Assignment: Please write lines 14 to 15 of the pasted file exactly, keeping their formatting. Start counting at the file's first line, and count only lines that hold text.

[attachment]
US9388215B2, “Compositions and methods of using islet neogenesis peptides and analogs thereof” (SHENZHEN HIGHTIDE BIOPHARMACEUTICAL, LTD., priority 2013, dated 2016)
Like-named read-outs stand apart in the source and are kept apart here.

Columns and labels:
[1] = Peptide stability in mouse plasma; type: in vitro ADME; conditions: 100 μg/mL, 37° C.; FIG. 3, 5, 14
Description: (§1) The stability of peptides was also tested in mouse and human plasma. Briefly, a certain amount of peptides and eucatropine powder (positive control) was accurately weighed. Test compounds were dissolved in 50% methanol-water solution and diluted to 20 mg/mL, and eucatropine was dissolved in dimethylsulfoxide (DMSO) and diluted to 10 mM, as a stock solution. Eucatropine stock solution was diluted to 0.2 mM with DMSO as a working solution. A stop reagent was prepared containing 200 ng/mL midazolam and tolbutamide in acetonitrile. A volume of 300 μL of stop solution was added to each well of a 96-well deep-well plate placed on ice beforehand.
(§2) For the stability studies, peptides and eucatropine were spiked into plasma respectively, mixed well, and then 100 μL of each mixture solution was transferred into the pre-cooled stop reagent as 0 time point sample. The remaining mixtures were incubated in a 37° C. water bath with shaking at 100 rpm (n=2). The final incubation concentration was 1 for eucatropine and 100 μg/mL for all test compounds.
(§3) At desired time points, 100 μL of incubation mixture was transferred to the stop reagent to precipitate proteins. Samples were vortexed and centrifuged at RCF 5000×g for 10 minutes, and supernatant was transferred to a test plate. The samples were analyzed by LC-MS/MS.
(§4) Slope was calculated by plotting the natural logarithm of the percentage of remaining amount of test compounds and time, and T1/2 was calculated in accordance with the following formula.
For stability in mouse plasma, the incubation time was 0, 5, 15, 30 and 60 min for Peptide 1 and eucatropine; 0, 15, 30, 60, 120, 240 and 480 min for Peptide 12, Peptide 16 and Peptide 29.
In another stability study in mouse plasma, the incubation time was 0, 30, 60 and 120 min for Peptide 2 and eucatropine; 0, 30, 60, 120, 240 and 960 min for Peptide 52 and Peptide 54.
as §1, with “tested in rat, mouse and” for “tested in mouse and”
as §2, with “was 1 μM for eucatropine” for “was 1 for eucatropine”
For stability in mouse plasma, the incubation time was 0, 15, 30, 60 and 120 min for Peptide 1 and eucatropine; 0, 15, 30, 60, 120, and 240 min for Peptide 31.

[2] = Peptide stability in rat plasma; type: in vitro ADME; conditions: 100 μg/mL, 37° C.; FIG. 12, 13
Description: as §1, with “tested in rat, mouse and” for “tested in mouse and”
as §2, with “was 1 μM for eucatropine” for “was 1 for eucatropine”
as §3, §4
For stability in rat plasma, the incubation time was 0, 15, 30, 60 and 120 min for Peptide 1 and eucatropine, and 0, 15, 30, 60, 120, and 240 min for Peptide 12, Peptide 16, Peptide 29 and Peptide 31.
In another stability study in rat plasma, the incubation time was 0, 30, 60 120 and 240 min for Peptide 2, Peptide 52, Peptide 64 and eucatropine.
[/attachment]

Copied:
[2] = Peptide stability in rat plasma; type: in vitro ADME; conditions: 100 μg/mL, 37° C.; FIG. 12, 13
Description: as §1, with “tested in rat, mouse and” for “tested in mouse and”